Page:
Legume, cropping intensity, and N-fertilization effects on soil attributes and processes from an eight-year-old semiarid wheat system
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In the North American northern Great Plains (NGP), legumes are promising summer fallow replacement/cropping intensification options that may decrease dependence on nitrogen (N) fertilizer in small grain systems and mitigate effects of soil organic matter (SOM) losses from summer fallow. Benefits may not be realized immediately in semiarid conditions though, and longer-term effects of legumes and intensified cropping in this region are unclear, particularly in no-till systems. We compared effects of four no-till wheat (Triticum aestivum L.) cropping systemsâ€“summer fallowâ€“wheat (Fâ€“W), continuous wheat (CW), legume green manure (pea, Pisum sativum L.)â€”wheat (LGMâ€“W), and peaâ€“wheat (Pâ€“W)â€”on select soil attributes in an 8-year-old rotation study, and N fertilizer effects on C and N mineralization on a duplicate soil set in a laboratory experiment. We analyzed potentially mineralizable carbon and nitrogen (PMC and PMN) and mineralization trends with a nonlinear model, microbial biomass carbon (MB-C), and wet aggregate stability (WAS). Legume-containing systems generally resulted in higher PMC, PMN, and MB-C, while intensified systems (CW and Pâ€“W) had higher WAS. Half-lives of PMC were shortest in intensified systems, and were longest in legume systems (LGMâ€“W and Pâ€“W) for PMN. Nitrogen addition depressed C and N mineralization, particularly in CW, and generally shortened the half-life of mineralizable C. Legumes may increase long-term, no-till NGP agroecosystem resilience and sustainability by (1) increasing the available N-supply (~26â€“50 %) compared to wheat-only systems, thereby reducing the need for N fertilizer for subsequent crops, and (2) by potentially mitigating negative effects of SOM loss from summer fallow.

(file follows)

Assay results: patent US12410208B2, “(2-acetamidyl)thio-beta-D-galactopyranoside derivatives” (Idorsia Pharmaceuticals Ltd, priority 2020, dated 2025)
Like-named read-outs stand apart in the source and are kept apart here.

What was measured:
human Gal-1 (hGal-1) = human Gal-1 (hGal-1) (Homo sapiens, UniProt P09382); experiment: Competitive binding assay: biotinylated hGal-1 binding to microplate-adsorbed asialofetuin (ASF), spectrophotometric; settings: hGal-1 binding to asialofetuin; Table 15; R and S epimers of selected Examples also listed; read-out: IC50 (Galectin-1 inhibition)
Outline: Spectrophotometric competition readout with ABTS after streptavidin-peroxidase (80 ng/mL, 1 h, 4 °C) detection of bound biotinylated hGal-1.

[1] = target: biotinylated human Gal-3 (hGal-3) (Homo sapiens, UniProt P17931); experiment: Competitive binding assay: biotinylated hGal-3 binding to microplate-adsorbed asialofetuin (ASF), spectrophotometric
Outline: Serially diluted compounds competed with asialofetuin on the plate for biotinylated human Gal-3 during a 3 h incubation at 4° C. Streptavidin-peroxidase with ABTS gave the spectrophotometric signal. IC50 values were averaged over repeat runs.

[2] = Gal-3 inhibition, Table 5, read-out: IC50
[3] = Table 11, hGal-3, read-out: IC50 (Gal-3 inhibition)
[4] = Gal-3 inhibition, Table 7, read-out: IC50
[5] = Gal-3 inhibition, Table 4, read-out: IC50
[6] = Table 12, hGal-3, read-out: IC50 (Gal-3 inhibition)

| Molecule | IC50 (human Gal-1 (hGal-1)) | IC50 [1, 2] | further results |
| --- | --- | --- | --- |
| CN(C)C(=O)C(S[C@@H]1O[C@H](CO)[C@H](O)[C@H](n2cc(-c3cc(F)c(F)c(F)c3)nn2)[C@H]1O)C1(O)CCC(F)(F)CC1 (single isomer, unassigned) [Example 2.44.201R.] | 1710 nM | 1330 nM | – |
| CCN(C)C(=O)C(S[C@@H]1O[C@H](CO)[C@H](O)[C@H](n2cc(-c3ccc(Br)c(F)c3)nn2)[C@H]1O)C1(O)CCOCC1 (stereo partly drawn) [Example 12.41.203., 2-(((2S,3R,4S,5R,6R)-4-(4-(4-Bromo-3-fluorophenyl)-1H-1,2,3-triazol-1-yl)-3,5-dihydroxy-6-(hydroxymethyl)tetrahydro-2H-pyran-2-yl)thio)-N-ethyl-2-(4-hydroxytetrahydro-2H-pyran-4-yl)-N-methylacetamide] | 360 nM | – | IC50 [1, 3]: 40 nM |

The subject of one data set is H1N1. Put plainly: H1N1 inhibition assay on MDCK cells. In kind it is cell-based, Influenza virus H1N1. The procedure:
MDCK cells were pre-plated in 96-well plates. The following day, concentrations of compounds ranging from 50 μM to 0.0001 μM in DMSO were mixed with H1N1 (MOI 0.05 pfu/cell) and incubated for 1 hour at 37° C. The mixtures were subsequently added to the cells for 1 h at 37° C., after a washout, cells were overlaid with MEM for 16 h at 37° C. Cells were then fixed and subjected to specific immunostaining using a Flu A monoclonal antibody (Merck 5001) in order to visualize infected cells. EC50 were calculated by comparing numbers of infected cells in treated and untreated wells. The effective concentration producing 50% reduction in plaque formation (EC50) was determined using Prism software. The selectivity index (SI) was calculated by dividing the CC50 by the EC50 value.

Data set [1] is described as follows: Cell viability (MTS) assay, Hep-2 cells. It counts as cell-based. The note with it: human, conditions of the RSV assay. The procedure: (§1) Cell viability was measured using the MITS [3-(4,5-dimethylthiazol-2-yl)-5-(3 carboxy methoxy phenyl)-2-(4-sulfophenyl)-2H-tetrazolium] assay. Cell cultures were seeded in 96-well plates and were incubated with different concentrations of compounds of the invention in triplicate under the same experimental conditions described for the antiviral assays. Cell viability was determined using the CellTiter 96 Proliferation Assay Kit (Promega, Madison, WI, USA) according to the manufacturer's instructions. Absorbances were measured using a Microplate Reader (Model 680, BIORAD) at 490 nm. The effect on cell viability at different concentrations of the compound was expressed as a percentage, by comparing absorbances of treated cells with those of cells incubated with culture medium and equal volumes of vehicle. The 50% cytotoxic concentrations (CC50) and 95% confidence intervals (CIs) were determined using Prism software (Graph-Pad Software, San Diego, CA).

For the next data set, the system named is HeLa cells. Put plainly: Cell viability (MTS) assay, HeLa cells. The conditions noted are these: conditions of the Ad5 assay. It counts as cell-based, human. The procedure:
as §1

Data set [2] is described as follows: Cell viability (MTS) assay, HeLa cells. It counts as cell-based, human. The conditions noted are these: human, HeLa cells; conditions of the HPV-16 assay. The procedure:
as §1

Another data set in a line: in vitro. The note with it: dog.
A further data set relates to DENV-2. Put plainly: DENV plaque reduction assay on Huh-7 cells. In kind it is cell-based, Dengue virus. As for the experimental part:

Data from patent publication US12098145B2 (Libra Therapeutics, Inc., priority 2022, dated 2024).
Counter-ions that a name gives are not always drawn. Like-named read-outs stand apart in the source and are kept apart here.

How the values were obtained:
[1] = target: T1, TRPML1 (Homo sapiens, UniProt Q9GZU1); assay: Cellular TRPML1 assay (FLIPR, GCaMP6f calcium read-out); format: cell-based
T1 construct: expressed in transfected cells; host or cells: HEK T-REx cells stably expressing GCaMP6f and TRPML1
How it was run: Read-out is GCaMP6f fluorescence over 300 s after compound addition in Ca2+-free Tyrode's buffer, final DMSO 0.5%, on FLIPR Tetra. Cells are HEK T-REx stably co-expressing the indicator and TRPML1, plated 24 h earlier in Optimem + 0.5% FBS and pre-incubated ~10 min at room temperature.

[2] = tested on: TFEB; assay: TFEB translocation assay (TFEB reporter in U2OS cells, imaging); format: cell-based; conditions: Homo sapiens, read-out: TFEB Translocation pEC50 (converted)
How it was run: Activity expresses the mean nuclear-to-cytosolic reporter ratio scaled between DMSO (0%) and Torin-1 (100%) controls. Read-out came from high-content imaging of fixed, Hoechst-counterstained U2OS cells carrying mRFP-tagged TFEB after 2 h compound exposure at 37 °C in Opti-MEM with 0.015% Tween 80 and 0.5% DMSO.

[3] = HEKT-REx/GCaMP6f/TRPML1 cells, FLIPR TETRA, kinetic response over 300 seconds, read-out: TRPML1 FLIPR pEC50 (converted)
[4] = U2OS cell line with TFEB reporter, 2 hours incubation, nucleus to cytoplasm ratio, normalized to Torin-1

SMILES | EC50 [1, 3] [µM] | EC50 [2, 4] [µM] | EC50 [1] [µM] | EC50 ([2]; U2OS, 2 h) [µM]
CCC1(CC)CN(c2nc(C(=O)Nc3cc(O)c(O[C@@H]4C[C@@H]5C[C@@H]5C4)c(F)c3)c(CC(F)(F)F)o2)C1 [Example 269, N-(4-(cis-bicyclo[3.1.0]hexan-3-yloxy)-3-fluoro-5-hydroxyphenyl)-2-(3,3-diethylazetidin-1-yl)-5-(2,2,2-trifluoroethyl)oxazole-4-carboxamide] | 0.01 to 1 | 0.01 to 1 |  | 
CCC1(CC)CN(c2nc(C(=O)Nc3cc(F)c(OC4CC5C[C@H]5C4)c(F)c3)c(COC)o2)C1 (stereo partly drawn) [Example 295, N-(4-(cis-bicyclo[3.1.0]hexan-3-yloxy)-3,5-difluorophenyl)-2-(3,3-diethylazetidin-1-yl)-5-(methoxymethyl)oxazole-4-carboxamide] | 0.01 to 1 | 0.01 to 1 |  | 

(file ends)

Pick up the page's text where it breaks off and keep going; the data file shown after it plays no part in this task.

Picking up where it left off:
O'Dea, Justin K., Clain A. Jones, Catherine A. Zabinski, Perry R. Miller, and Ilai N. Keren. "Legume, cropping intensity, and N-fertilization effects on soil attributes and processes from an eight-year-old semiarid wheat system." Nutrient Cycling in Agroecosystems 102, no. 2 (June 2015): 179-194. DOI:https://dx.doi.org/10.1007/s10705-015-9687-4.